Despite all of the media attention about the safety of plastic products over the last year; the toxic chemical bisphenol-A (BPA) is still found in many products.
Plastic containers and linings often leach chemicals into the surrounding environment. And some of those chemicals, like the endocrine-disrupting bisphenol-A (BPA) and phthalates, may be harmful to your health.

Manufacturers have even begun advertising some products as "BPA-free." But a recent study found that most plastic products leach endocrine-disrupting chemicals even if they're labeled "BPA-free!" The scientists found that 70 percent of common plastic products tested positive for estrogenic activity, and that number rose to 95 percent when the products were subject to real-world conditions such as dishwashing or microwaving.

Time Magazine reports:
"BPA is particularly worrisome simply because it is so common. Nearly every American has some amount of BPA in his or her body, in part because plastics are so ubiquitous."

Time Magazine March 8, 2011

Environmental Health Perspectives March 2, 2011 (Epub Ahead of Print)

Dr. Mercola's comments

You would think labeling a product "BPA-Free" would be some measure of protection against ingesting this toxic plastic by-product, but it turns out that tests on plastics using this label have not been conducted under real-world conditions like running the plastics through a dishwasher or heating them in a microwave.

In the "real-world", 95 percent of all plastic products in the study above tested positive for estrogenic activity, meaning they can still disrupt your hormones even if they carry a BPA-Free label. Even more disconcerting is the finding that BPA-Free plastics in some cases leached more BPA than the non-BPA free plastics.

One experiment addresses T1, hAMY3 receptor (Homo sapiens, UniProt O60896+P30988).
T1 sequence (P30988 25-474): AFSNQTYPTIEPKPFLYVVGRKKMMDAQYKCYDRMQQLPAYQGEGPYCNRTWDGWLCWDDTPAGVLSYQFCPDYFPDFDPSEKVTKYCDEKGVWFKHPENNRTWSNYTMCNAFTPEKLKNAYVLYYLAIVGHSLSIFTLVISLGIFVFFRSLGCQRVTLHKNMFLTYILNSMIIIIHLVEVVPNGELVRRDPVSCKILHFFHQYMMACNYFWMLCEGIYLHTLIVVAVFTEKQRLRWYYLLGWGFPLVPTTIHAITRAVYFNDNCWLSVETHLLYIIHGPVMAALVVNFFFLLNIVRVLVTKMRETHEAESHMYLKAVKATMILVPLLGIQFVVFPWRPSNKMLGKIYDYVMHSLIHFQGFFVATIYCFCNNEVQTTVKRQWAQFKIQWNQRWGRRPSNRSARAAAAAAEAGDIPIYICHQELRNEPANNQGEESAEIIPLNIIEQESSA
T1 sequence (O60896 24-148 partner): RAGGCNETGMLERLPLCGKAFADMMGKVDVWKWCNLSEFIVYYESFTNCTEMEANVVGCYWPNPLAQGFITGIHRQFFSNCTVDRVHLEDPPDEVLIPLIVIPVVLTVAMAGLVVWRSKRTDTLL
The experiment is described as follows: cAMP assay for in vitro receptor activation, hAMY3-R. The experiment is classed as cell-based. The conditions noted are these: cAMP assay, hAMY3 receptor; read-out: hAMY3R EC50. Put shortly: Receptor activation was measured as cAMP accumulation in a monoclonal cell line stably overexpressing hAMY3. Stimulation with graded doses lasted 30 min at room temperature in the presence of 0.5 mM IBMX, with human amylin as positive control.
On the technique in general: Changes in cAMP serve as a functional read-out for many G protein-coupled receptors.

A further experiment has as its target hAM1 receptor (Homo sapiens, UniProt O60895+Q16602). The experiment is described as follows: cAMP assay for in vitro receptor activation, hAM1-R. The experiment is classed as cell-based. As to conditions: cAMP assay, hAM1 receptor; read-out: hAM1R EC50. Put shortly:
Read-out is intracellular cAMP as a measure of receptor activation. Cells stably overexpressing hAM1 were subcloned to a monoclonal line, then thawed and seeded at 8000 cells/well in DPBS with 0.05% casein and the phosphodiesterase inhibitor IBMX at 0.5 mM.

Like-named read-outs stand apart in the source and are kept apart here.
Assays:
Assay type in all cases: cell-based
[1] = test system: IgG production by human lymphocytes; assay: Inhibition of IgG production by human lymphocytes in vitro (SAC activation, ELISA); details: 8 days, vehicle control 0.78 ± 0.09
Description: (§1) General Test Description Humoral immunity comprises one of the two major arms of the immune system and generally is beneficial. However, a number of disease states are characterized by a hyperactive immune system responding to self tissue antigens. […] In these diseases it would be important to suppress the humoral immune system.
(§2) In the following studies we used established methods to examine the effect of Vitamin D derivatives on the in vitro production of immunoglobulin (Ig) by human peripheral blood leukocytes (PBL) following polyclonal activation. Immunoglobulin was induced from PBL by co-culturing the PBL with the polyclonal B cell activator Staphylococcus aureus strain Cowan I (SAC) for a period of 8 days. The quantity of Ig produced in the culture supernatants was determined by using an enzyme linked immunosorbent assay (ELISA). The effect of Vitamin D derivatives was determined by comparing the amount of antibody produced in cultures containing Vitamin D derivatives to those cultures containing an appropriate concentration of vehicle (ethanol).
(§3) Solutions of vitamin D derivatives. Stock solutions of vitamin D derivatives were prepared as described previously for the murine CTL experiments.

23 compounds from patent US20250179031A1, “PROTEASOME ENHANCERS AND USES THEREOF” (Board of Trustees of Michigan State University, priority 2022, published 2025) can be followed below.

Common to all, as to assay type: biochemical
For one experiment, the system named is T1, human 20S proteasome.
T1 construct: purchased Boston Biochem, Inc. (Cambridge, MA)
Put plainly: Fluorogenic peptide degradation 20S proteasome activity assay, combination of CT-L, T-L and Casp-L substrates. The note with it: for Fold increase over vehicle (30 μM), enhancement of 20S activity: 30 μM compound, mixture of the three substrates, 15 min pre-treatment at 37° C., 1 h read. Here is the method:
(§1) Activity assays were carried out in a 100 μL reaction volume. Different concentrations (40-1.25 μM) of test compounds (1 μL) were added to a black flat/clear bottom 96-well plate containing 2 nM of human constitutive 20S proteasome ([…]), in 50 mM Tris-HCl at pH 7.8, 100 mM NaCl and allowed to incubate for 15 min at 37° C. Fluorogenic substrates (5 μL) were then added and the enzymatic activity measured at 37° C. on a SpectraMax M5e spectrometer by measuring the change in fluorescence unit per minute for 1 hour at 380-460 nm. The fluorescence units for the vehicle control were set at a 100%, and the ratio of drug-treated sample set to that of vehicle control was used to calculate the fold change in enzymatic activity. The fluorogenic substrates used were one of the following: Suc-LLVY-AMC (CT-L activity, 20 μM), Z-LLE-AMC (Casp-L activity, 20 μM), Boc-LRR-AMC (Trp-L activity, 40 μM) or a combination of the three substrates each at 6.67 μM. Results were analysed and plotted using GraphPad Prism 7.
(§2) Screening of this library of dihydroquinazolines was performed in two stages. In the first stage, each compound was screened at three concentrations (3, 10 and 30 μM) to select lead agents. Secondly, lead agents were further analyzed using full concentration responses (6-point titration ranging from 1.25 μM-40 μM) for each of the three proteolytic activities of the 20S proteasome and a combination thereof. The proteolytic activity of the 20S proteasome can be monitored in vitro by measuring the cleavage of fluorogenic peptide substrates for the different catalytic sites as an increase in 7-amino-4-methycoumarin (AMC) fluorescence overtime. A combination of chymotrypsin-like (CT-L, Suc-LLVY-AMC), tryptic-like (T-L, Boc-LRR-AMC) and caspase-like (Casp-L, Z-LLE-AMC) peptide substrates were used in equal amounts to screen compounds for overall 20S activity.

Does this mean there is no safe plastic when it comes to storing or serving your food or drinks?

In a word, yes, that's what it means.

I suppose you could research exactly which five percent of commercial plastic products did not leach BPA in the study mentioned above, but my guess is you'll never be able to identify which products contain this very specific variation of plastic, because commercial products are not required to list details like that on their labels.

This is another study in a long line of scientific studies that highlight the fact that eating or drinking out of plastic containers will deposit residual BPA into your body, potentially causing a whole host of health problems that I will list in more detail below.

What is BPA?

BPA or Bisphenol A is a estrogenic plastic by-product used in the manufacture of polycarbonate plastics. It can leach into food or drinks from the plastic containers holding them. Canada in September 2010 declared BPA as a toxic substance, but to date no other country has followed suit, although BPA has been banned in baby bottles in Europe and the US (although they may still be sold in EU countries until June 2011).

BPA has been linked to estrogen mimicking compounds since the 1930s and has been widely reported in the media as being a suspected disruptor of your body's hormones. BPA's proponents argue that the substance does not accumulate in your body and therefore is not harmful, even though BPA has been found in 98 percent of all people tested in the US and is commonly found in the umbilical cords of babies in utero.